Melanoma is an aggressive cutaneous neoplasm that can be confused morphologically with MCC. In North America, melanoma most often affects whites around the 5th and 6th decade of life--a younger and more diverse age for the patient population as compared to that for MCC--and generally is more common in elderly male patients. The development of melanoma has been associated with environmental factors such as exposure to UV radiation. The melanoma cells originate from activated or genetically altered epidermal melanocytes, either from normal-appearing skin, benign pigmented lesions, or atypical benign nevomelanocytic lesions. (27) Histologically, melanoma is known as the "great mimicker," with a wide spectrum of histologic features similar to those of a variety of tumors such as lymphomas, poorly differentiated carcinomas, neuroendocrine tumors, sarcomas, and germ cell tumors. (28,29) Melanoma can present as predominantly dermal, solitary, well-circumscribed lesions consisting of monomorphic tumor cells with an increased nuclear to cytoplasmic ratio, hyperchromasia, and prominent nucleoli. The tumor cells may be epitheliod, spindled, and occasionally rhabdoid with frequent mitoses and necrosis. They may also lack surface and follicular connections that create histologic features similar to those of MCC. (27-29) The use of immunohistochemistry can assist in the differentiation of melanoma from MCC. S100 is expressed with high sensitivity in melanoma cells; HMB-45, Melan-A, tyrosinase, and microphthalmia transcription factor also have relatively high sensitivity in many melanomas but often with greater specificity. However, melanoma tumor cells have a low reactivity for AE1/AE3, pan-keratin, and low-molecular-weight cytokeratin. They also rarely stain for synaptophysin, with only 12% expression in 1 study, (29) and are generally negative for chromogranin. (27-29)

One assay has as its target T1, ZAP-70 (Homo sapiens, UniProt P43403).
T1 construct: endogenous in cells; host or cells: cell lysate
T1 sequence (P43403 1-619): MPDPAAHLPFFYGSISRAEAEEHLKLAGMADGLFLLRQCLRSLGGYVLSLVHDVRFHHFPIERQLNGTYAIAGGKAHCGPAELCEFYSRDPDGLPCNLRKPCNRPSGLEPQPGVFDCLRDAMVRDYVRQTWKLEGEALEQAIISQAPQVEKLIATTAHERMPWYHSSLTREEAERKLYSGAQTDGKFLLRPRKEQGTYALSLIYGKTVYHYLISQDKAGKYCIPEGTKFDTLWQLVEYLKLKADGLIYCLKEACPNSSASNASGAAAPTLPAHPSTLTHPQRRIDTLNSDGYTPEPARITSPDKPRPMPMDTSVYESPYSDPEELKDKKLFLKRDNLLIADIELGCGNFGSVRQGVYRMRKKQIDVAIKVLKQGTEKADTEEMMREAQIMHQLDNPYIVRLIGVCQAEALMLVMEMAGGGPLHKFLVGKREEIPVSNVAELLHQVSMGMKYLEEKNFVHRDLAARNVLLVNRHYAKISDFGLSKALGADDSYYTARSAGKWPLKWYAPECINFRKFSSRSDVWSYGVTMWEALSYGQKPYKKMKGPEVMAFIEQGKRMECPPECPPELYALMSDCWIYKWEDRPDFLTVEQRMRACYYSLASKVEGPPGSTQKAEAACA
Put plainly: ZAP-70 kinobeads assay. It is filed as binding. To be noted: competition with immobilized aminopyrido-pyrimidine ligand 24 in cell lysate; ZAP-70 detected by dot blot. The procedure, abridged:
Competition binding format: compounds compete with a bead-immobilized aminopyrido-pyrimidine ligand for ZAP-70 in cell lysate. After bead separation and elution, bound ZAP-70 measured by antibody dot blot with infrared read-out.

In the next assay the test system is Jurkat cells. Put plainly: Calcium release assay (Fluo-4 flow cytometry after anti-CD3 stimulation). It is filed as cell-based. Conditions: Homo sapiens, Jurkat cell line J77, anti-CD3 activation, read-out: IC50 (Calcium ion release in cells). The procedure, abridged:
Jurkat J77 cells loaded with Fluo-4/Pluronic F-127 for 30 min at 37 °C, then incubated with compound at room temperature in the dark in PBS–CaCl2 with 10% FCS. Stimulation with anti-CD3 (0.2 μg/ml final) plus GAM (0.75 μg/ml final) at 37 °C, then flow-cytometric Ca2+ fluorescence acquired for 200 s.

Many hematologic malignancies can appear morphologically identical to MCC, particularly the blastic hematologic malignancies such as acute lymphoblastic lymphoma, acute myeloid leukemia, cutaneous natural killer/ T-cell lymphoma, and hematodermic [CD56.sup.+]/[CD4.sup.+] neoplasm (also called blastic plasmacytoid dendritic cell neoplasm in the 2008 World Health Organization Classification of Tumours (30)). These hematologic malignancies may present in the form of blasts in the peripheral blood and bone marrow; however, they can also present as a cutaneous lesion with monomorphic, large to intermediate-sized cells with vesicular nuclei, open chromatin, and large nucleoli. The malignant cells can have a background with the classic "starry-sky" appearance and brisk mitotic activity. These lesions may express leukocyte common antigen/CD45, CD34, TdT, CD10, CD3, CD20, myeloperoxidase, and CD117 but lack expression for epithelial markers (AE1/AE3, CAM 5.2, CD7, and CK20) and neuroendocrine markers (neuron-specific enolase, synaptophysin, and chromogranin). Merkel cell carcinoma, however, can express TdT, CD56, CD117, and CD10. In a study by Sur et al, (13) 15 cases of MCC showed 53% expression of TdT, 100% expression of CD56, 53% expression of CD117, and 6% expression of CD10. These findings suggest that a panel of immunohistochemical markers, such as the ones described above, may assist in differentiating MCC from hematologic malignancies. The Table provides a summary of some helpful immunohistochemical stains for distinguishing MCC from its more common differential diagnoses.